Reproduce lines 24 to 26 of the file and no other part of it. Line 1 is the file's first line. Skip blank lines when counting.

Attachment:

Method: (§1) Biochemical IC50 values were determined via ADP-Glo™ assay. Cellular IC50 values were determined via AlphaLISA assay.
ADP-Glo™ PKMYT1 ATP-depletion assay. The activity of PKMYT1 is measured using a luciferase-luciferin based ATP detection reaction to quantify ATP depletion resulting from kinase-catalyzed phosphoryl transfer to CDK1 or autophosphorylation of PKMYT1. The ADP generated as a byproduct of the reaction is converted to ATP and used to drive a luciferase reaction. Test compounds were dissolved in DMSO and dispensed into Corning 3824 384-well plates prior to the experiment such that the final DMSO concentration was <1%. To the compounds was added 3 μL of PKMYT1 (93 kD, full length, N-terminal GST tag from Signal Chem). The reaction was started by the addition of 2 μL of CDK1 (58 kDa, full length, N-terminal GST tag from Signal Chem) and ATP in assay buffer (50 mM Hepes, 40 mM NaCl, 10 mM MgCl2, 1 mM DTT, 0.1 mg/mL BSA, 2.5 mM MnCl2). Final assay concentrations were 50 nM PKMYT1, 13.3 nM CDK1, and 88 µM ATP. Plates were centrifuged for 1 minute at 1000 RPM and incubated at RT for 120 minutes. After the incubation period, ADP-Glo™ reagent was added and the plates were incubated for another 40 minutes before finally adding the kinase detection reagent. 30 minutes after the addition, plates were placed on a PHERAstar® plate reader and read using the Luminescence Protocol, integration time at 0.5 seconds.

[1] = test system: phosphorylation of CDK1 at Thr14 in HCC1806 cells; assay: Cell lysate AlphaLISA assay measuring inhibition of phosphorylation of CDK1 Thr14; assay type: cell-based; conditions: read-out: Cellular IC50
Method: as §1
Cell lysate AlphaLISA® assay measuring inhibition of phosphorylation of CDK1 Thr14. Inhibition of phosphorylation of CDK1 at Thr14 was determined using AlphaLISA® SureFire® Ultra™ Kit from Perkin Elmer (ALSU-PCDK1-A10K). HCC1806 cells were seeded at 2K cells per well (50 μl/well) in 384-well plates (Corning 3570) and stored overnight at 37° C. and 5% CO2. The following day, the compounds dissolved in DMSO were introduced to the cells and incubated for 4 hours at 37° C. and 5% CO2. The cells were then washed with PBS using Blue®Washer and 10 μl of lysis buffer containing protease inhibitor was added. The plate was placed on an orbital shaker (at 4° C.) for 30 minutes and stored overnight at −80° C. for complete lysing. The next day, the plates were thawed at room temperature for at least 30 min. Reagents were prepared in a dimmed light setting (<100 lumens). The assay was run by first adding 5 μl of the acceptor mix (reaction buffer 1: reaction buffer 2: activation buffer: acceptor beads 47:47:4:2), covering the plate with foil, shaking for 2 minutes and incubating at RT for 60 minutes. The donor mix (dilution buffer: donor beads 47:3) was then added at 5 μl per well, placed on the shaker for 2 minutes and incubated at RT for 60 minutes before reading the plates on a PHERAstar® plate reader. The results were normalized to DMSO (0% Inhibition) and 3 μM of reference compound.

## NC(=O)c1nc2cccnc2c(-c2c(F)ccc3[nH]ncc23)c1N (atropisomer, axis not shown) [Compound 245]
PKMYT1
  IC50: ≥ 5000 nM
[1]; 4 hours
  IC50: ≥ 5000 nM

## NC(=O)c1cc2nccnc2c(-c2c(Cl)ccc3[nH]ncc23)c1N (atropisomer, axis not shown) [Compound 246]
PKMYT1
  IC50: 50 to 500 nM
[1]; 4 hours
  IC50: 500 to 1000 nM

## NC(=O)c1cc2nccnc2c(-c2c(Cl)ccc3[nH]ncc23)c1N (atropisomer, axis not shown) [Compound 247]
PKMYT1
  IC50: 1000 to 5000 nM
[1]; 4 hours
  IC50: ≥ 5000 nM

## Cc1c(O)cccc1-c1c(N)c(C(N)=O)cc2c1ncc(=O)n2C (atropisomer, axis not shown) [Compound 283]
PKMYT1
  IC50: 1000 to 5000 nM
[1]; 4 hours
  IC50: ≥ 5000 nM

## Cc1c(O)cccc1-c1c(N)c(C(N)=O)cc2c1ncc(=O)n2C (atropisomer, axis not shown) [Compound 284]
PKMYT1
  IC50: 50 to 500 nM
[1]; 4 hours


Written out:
[1]; 4 hours
  IC50: ≥ 5000 nM

## Cc1c(O)cccc1-c1c(N)c(C(N)=O)cc2c1ncc(=O)n2C (atropisomer, axis not shown) [Compound 284]